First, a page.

Review: ‘The Stone Man Mysteries Book One: Stone Cold’
The Stone Man Mysteries Book 1: Stone Cold
Written by Jane Yolen and Adam Stemple
Art by Orion Zangara
Craig McGowan, a teen with no prospects in 1930s Edinburgh, Scotland, goes to the roof of a local church to end it all. He is stopped by Silex, a demon trapped on the roof as a stone gargoyle. Despite being unable to leave, Silex runs a detective agency, working to solve crimes that happened in the city. The most recent is a mysterious string of murders, and Craig is enlisted to help find the culprit.
Stone Man Mysteries is a period mystery series with an unusual pair of detectives. Craig was thrown out of his home in Fife by his drunken father and came to Edinburgh to find work. He is intelligent and quick-witted, being able to improvise on the spot, but doesn’t always think before he speaks. He is eager to work when given the opportunity, wanting to prove his worth by gathering all the information he can even if he doesn’t completely understand its importance.
Silex, who is referred to as the “Stone Man” more often by the characters, is a sort of armchair detective, though not by choice. Once a demon intent on destroying humanity, he is now sealed to the roof of the church, trying to redeem himself by solving crimes. He can be impatient with Craig, especially at the beginning, often calling him “daft” or a “git,” but warms up to him as Craig learns the ropes.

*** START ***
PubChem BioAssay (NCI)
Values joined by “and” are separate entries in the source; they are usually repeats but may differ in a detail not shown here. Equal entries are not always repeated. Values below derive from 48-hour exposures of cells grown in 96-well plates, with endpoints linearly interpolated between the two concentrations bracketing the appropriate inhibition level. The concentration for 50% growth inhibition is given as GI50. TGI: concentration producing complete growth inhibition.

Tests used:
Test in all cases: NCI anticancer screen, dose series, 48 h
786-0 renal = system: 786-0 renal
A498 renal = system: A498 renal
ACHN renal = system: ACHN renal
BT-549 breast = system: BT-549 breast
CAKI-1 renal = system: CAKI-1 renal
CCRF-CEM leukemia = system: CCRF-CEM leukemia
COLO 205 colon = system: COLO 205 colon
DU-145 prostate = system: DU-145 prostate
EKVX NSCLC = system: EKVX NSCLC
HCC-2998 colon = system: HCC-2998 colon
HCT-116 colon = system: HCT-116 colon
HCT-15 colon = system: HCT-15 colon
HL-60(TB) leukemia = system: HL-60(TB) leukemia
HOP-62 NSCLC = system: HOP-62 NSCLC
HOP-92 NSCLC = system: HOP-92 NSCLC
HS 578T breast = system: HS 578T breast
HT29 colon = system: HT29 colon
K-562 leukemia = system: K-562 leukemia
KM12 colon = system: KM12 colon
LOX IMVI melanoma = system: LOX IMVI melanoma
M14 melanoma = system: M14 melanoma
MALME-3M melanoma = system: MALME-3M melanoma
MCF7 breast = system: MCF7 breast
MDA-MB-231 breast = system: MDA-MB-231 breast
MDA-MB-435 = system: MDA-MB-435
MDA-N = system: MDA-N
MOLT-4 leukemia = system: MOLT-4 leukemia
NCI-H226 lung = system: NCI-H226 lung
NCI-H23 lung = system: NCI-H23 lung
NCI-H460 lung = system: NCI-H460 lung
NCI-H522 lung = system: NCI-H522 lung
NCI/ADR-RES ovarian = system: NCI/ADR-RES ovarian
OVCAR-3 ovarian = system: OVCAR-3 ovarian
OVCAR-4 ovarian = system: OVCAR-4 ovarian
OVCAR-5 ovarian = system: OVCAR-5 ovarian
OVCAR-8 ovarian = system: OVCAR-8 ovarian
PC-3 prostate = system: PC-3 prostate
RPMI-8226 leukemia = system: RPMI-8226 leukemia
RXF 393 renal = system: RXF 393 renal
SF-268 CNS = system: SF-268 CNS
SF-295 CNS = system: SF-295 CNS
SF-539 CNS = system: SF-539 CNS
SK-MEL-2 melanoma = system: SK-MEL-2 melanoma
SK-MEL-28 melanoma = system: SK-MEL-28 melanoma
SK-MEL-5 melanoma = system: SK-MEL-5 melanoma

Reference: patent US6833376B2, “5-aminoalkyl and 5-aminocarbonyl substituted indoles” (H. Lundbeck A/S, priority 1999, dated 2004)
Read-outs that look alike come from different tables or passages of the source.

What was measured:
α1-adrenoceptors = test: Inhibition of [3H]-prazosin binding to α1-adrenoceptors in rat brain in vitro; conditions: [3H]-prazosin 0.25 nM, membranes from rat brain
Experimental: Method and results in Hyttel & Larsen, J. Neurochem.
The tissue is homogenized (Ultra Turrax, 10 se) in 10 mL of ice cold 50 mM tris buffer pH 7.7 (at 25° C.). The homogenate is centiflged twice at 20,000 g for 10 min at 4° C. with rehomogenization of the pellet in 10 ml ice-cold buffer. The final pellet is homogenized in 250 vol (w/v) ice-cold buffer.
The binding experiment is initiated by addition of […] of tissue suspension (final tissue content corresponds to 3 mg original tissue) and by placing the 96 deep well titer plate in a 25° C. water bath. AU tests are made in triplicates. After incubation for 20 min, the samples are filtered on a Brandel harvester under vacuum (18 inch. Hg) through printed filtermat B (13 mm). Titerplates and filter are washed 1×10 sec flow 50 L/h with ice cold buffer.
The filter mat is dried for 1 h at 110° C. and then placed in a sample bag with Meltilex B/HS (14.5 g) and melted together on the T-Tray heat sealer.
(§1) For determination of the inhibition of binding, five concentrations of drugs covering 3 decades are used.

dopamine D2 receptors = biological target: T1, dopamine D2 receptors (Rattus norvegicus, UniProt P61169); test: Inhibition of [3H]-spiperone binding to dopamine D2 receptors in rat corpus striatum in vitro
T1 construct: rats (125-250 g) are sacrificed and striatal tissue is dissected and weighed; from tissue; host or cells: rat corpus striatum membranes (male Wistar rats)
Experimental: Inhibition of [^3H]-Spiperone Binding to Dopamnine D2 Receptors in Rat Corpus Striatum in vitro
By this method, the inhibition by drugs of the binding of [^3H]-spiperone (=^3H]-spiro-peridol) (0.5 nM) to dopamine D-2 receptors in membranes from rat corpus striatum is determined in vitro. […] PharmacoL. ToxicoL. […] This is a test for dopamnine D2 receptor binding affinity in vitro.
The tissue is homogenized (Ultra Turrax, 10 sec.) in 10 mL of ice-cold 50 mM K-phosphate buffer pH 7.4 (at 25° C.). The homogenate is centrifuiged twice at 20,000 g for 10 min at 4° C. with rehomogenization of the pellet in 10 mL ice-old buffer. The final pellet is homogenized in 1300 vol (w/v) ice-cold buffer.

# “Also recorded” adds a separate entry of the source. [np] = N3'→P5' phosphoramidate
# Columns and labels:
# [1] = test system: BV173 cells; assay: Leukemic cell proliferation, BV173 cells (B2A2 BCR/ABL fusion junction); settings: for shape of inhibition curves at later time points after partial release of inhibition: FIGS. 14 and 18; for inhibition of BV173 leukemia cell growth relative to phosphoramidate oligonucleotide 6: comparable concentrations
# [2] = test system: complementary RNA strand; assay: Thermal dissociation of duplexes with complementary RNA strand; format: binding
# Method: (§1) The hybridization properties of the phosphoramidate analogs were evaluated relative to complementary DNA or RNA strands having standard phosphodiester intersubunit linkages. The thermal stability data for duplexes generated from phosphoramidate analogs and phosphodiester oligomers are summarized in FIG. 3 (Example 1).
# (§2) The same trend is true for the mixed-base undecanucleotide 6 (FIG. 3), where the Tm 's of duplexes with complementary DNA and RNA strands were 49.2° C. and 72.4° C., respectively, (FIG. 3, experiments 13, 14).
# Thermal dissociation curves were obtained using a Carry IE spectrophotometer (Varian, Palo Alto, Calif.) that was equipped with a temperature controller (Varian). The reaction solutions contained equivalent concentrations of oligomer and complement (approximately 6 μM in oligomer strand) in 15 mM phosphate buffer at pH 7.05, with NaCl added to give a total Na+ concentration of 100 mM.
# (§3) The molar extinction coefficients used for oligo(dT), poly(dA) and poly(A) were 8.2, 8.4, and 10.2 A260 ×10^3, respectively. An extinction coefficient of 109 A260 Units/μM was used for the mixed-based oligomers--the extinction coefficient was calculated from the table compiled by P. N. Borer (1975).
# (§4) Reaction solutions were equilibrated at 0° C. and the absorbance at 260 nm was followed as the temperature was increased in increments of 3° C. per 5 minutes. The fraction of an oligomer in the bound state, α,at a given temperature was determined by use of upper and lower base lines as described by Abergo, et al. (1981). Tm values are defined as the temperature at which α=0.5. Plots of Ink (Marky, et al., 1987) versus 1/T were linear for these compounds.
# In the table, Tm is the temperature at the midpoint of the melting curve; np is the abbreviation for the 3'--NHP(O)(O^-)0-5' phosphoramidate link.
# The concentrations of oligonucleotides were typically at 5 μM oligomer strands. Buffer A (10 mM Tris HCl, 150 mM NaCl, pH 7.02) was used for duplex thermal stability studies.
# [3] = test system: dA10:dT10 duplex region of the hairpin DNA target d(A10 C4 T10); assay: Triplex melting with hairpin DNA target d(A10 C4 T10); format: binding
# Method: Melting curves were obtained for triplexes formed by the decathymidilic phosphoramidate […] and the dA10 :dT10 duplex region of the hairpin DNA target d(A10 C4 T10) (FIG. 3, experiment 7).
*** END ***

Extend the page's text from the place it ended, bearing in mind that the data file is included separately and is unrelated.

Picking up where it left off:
Like Sherlock Holmes, Silex already has a network of informants, who are coordinated by the priest of the church, Father Harris. Street urchins, tradesmen, servants, and church volunteers provide information in exchange for food and money, though these folk believe they are working for a foreigner. Only Craig and Father Harris know the truth about Silex.
The mystery itself is well constructed. The clues are laid out, and there are some nice red herrings and twists that keep you guessing. The culprit doesn’t turn out to be as much of a surprise as does the motive. The story is self contained but hints at an overarching arc that will tie the series together.
The story itself gets a little dark in content beyond the murders but doesn’t show anything graphic. The dialogue does use some Scottish slang, but it doesn’t try to portray everyone with an accent, making the characters easy to understand overall. The art reflects the story. It is all black and white, with a scratchy, unfinished feel. The crosshatching that dominates the art emphasizes the cold, rainy, and somber mood set by the story.
Stone Cold is a good start to the Stone Man Mysteries. It balances the introduction of the characters and world with the mystery, with neither feeling intrusive on the other. Readers who like mysteries and don’t mind a darker slant to them will enjoy this first volume.
Filed under: Graphic Novels
About Lori Henderson
Lori Henderson is a mother of two teenage daughters and an avid reader. She blogs about manga at her personal blog Manga Xanadu as well as contributing and editing for Manga Village. She blogs about all things fandom (mainly Doctor Who) at her other personal blog Fangirl Xanadu. She's been at it so for over 5 years now and counting!
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